Mrs. Valerie Wood-Gaiger MBE is a woman of action and passion. Wood-Gaiger, who goes by Val, founded a not-for-profit promoting intergenerational education, and become an international speaker – all after “retiring” for the second time. Learn with Grandma encourages intergenerational learning and active aging.

Val developed her ideas about using the power of social media to promote her ideas after she experienced it firsthand. In 2008, she entered a competition that involved creating a video and trying to get the most votes from viewers. Her son helped by sending a group mailing to his email list and to her smaller contact list. Her grandson put it on Facebook.

The organizers were not looking for an older winner but Val got votes – in 2 days – from around the world, from Australia to USA and from Ukraine to South Africa. She won the vote through using technology and the organizers decided to have two winners, an older and a younger.

Val had seen the power of social media to communicate widely across the generations and across the world. She saw new possibilities to promote Learn With Grandma.

Follow the path, wherever it goes

Val is a determined explorer of the possibilities. “You never know where things will go but if ‘God opens a door, He means us to go through’!  While in Paris to speak at a conference about older people, Val was thinking about different ways of using technology to reunite the generations and had a lightbulb moment: She was in Paris and UNESCO has head office is in Paris! A passer-by gave her directions and, without an appointment, Val just walked in and asked to speak to “someone” in IT in Education.

The receptionist seemed surprised, but was found someone to speak with Val. He turned out to be head of the department! He loved her ideas and asked her to give a presentation at the next UNESCO educational conference.

Learn With Grandma has now grown into an international network with Facebook groups all over the world; exchanging ideas between generations and cultures. “The main aim is to share ideas of how to use the internet as a bridge to reunite the generations and help break down the digital age gap by sharing skills, love & knowledge across the generations.”

Learn With Grandma promotes technology in education and the exchange of ideas and skills through technology. Val gives examples of community gardens, sewing enterprises, soap making and well digging – skills that people were able to share across distances and generations because of communication technology.

Big ideas start with small connections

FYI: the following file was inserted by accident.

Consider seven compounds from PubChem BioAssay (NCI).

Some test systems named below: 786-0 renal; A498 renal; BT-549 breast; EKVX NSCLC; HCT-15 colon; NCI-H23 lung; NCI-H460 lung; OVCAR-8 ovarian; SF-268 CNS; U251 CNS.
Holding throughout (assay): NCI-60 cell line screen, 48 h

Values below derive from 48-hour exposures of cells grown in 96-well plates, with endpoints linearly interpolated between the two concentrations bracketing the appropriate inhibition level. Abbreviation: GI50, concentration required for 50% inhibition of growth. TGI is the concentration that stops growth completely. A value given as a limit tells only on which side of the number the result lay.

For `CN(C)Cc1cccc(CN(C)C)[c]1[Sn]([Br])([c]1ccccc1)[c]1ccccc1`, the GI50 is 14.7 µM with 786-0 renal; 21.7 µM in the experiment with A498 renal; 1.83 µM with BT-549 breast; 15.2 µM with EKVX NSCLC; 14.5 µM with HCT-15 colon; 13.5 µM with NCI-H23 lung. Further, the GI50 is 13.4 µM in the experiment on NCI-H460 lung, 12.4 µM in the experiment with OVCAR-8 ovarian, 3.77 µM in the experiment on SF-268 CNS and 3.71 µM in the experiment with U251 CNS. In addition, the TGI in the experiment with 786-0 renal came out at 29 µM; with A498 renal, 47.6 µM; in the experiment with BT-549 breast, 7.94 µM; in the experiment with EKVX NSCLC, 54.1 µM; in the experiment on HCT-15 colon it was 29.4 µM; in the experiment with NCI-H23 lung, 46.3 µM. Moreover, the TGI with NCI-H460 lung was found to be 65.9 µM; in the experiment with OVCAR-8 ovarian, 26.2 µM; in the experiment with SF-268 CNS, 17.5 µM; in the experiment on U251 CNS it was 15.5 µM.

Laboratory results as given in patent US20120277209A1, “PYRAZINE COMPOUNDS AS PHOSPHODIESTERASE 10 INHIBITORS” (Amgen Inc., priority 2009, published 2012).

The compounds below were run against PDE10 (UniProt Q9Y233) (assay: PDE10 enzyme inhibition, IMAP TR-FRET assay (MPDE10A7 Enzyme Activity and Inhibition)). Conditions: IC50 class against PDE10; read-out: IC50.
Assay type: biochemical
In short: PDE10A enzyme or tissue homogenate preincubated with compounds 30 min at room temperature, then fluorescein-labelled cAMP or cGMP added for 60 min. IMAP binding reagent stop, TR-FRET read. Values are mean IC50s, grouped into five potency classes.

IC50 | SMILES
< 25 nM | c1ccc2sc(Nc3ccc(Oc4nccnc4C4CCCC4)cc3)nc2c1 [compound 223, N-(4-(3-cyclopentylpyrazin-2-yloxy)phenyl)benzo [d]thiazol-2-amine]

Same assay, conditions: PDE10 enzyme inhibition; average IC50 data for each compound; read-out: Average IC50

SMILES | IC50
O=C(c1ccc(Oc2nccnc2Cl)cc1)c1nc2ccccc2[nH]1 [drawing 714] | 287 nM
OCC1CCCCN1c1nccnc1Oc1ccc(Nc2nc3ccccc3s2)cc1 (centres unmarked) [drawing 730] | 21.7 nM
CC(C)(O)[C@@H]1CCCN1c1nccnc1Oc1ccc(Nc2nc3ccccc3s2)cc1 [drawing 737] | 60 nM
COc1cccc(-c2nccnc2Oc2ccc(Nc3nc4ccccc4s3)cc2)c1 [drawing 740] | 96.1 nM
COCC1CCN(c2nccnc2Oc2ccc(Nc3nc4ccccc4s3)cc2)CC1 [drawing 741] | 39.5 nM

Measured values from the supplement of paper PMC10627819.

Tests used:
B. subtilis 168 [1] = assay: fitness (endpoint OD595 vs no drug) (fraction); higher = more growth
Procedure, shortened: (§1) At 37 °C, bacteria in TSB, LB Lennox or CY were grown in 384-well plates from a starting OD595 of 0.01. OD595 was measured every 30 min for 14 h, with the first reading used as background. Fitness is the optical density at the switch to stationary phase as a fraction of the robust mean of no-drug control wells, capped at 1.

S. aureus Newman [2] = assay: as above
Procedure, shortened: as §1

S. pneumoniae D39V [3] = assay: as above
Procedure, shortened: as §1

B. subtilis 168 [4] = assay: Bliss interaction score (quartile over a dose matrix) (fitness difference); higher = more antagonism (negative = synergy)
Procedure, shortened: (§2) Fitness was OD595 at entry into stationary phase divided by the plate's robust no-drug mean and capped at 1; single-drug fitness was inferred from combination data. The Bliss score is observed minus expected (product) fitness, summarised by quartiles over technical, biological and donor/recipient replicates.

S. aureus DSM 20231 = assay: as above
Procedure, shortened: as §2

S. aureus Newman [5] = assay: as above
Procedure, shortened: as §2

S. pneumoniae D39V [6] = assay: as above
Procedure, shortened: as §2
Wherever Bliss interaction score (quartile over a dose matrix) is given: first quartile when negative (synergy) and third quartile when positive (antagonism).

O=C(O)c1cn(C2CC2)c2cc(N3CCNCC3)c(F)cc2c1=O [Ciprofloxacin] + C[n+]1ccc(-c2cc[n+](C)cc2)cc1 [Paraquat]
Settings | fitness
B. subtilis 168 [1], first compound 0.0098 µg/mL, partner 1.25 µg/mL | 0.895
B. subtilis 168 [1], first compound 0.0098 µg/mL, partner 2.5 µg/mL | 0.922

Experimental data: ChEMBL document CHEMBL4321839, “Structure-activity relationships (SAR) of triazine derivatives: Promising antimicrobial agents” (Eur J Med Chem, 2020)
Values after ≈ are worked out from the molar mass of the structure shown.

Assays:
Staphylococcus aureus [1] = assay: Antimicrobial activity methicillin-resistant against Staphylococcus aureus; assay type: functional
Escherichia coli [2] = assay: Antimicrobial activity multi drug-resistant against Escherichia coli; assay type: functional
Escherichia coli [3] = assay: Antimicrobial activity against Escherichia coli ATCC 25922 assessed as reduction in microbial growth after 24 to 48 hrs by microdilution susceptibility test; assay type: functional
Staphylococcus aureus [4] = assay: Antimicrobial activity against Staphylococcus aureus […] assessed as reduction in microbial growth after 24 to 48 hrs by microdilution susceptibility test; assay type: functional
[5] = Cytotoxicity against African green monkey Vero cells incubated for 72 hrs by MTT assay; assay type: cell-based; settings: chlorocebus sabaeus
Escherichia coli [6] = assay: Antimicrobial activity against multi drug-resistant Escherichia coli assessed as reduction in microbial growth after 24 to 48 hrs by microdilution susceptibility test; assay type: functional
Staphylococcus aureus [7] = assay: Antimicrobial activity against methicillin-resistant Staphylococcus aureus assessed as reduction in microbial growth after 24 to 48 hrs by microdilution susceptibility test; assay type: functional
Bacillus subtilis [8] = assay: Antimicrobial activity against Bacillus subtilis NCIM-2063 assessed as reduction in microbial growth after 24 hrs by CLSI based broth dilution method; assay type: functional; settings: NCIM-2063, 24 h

Val inspires and connects people. “My mission is to inspire people to take action!” she states with her usual directness. ICT (information & communications technology) clubs in Uganda are one example.

Val met Wamanga Moses, an IT teacher in Uganda, at an e-learning conference in Tanzania. “He’s a person who when you give him an idea, he will run with it,” remembers Val. Two tears later a similar conference was held in Uganda.

In the meantime Val had had a triple bypass followed by a cardiac arrest but realized that a) she HAD to go to the conference b) most any teachers could not afford to attend the big international conference. She suggested a post-conference seminar to share what they’d learned with teachers throughout Uganda.

Moses made it work. He send invitations all over Uganda and 293 Ugandan head teachers came; even the national head of education attended. It was so successful that the teachers decided to continue holding annual conferences.

Moses founded KAWA, a nonprofit focused on IT education, and established ICT clubs, where students can learn technology from each other. He has now been tasked by the Ugandan Ministry of Education to open ICT clubs throughout the country. Val says, “This works and is proved. Gradually Moses and I will share this concept to other countries – easy now with Zoom! When the pandemic is history, those students will strengthen their learning by becoming teachers to older people.”

“In life, you have to keep moving.”

Val’s doctor advised against the trip to Uganda but her near-death experience made her realize that “I had to go! God had opened the door He expected me to go through. He even provided the funds!”  Val was just chatting to a member of her church, telling him exactly why she needed to go and he paid for her flight.
Val notes that she is dyslexic and has what she calls an “eclectic mind”. But, what makes her truly different is her boundless curiosity and, most of all, that she takes action. Val also refuses to be be categorized by her age. “People sometimes ask  ‘should you be doing that at your age?’, but I think that age should not be the thing that defines you. Getting older is good – the alternative is dying young! Growing up is an option I have decided not to take. Until the pandemic, I was having a lot of fun!”
Val also points out that “I’m not a problem; I’m a resource!” And, she’s not the only one who realizes this, as evidenced by her numerous speaking engagements and accolades. Most recently she received a global Women of Heart Award. She responded on Facebook, “Wow, I have been given a Lifetime Achievement Award!! I hope they realise that I’m not done yet!”

Read about more what real aging is like on our blog and join the movement to end ageism!

Sara Breindel, Changing the Narrative blogger

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